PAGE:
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Top cop says he’ll meet monthly with Black Lives Matter Youth

Chicago Police Supt. Eddie Johnson said he has agreed to meet once a month with leaders from youth minority groups in Chicago to address race relations in the city. Ald. Matt O'Shea (19th) said he plans to hold prayer vigils and town hall meetings in Mount Greenwood to discuss race. | Sam Charles/Sun-Times

Chicago Police Supt. Eddie Johnson on Friday said he has agreed to meet with Black Lives Matter Youth activists every month to discuss relations between police and minority communities.

Johnson talked of his plans following a meeting between him, leaders of minority youth groups, Ald. Matt O’Shea (19th) and the principal of Marist High School.

After the closed-door meeting, which ran more than two hours, leaders from Black Lives Matter Youth and the Black Student Union of Walter Payton College Prep told reporters that their demands had been met.

The teens will now be able to educate Chicago Police officers first-hand on the goals and values of Black Lives Matter Youth, they said.

“They were concerned that police officers don’t understand what Black Lives Matter Youth stands for,” Johnson said. “I told them that if they created a curriculum and they wanted to come in and speak to members of CPD, I would facilitate.”

The meeting, hosted at CPS’ downtown headquarters, was held after a protest that was planned to be held at Marist High School in Mount Greenwood Friday was canceled.

The protest was going to be held “against the racist response of locals in the Mount Greenwood neighborhood and students at Marist High School” in the wake up the fatal police shooting of Joshua Beal last weekend.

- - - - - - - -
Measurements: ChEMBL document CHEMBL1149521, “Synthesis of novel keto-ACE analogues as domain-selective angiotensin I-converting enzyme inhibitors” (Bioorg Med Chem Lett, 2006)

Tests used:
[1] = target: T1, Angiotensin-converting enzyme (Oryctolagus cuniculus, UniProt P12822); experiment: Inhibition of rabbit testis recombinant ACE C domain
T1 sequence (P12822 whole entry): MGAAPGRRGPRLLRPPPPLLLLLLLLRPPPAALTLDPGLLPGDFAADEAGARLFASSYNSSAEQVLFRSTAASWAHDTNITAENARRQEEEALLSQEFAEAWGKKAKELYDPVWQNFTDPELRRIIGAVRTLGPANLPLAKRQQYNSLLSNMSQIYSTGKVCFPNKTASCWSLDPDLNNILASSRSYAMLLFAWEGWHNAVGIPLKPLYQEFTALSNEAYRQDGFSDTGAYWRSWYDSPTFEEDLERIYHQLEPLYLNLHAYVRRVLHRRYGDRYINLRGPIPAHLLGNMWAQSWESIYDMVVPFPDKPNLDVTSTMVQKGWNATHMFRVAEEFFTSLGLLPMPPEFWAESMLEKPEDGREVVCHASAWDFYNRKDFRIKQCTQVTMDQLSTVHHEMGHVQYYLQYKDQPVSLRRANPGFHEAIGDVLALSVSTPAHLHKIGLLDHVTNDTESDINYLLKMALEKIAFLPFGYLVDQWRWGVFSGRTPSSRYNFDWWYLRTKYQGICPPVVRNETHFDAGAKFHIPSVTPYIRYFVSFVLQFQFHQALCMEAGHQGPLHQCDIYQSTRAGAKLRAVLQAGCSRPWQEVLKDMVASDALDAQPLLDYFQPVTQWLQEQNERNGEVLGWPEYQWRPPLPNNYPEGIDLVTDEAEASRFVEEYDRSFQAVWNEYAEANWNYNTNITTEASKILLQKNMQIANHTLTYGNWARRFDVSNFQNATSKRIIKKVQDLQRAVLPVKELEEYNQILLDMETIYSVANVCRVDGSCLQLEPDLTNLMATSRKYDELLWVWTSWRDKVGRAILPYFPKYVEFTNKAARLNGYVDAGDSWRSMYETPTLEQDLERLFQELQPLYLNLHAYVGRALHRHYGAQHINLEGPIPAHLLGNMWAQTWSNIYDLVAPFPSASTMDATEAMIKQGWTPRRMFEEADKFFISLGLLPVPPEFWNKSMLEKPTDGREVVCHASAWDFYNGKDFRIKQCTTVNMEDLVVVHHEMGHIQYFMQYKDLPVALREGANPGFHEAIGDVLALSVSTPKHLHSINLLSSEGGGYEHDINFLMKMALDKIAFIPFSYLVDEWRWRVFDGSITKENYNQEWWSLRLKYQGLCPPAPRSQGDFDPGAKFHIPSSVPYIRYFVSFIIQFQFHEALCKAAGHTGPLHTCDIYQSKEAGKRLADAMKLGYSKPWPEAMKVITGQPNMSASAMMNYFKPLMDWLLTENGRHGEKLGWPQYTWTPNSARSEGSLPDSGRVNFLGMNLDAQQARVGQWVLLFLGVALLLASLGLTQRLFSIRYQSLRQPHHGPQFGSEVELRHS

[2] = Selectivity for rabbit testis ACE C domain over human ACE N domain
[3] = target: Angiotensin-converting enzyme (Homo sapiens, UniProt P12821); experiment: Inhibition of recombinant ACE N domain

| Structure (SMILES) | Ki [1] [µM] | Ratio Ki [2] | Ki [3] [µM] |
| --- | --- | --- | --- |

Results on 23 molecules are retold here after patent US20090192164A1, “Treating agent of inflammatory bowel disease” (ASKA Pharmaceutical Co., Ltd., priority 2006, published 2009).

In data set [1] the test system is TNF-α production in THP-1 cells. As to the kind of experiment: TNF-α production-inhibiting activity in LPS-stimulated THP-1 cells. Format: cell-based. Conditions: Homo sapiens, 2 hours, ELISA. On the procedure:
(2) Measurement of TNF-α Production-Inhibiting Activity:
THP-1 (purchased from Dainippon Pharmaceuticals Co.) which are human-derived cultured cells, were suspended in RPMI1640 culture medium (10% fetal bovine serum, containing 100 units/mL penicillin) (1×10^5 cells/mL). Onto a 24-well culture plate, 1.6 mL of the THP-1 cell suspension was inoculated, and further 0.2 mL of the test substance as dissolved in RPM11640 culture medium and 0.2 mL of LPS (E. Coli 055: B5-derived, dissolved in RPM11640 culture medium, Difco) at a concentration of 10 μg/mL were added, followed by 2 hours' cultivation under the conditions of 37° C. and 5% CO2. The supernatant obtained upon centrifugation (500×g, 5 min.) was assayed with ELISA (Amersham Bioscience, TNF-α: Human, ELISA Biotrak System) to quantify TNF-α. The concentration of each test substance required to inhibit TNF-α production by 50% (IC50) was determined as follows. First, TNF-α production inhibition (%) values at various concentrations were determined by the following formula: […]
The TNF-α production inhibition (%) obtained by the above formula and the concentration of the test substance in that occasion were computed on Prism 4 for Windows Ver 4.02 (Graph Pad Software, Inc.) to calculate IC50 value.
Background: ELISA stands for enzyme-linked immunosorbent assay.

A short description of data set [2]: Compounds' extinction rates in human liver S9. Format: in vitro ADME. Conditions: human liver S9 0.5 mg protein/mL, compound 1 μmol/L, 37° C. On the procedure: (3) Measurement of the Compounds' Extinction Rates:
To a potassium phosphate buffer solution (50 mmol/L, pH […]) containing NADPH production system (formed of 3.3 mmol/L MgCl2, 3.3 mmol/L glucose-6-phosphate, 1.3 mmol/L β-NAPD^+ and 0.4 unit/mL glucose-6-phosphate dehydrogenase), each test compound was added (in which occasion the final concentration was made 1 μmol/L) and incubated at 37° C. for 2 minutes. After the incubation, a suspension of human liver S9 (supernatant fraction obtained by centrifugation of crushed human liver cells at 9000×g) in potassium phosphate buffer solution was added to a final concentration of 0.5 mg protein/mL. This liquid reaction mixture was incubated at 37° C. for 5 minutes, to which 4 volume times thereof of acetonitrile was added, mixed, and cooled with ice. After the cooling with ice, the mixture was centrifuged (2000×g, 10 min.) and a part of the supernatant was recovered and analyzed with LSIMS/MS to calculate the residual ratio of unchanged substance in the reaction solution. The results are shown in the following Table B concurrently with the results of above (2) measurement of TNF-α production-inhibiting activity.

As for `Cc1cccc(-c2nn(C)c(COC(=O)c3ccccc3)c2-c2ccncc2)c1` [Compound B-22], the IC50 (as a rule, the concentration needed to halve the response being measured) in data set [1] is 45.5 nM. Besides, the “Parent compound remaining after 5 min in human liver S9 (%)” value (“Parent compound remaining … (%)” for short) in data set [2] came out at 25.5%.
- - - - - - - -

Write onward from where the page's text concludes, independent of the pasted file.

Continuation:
Marist officials released a statement Monday after they were made aware of “racially charged” posts on social media that involved students at the school.

The students involved faced disciplinary action, the school said.

Beal, 25, of Indianapolis, was shot to death after he pointed a gun at an off-duty officer and others during a traffic dispute last weekend in Mount Greenwood, authorities said.

The youth leaders, all girls 16 or 17 years old, said the cancelation was spurred by death threats aimed at potential protesters.

Made aware of the threats, Chicago Public Schools called families of the youth leaders and told their parents that “we are not safe and we are risking our lives by going to [Mount Greenwood],” said Eva Lewis.

O’Shea, whose ward includes Mount Greenwood, said he now plans to hold prayer vigils and town hall meetings with neighborhood residents to discuss race relations and how to improve them in the area.

“Racism is learned,” O’Shea said. “Kids aren’t born with it. They learn it.”

Officials at Marist, a private Catholic school in Mount Greenwood, said they decided to cancel classes on Friday due to safety concerns for students and to limit disruptions on school grounds.

Maxine Aguilar, another of the youth leaders, said Marist principal Larry Tucker also agreed to make policy changes at the school, but declined to give specifics until Tucker could inform the Marist community.

Aguilar did say, though, that the theme of any changes would be to improve education and safety for minority students at the school.

Johnson commended the manner in which the girls worked to address their concerns.

“Everyone in Chicago has a right to have their voices heard, but you want to ensure that the venue that you choose, you have the most impact,” the top cop said. “I think those young ladies understand that they have an opportunity now to have a real impact on race relations in this city.”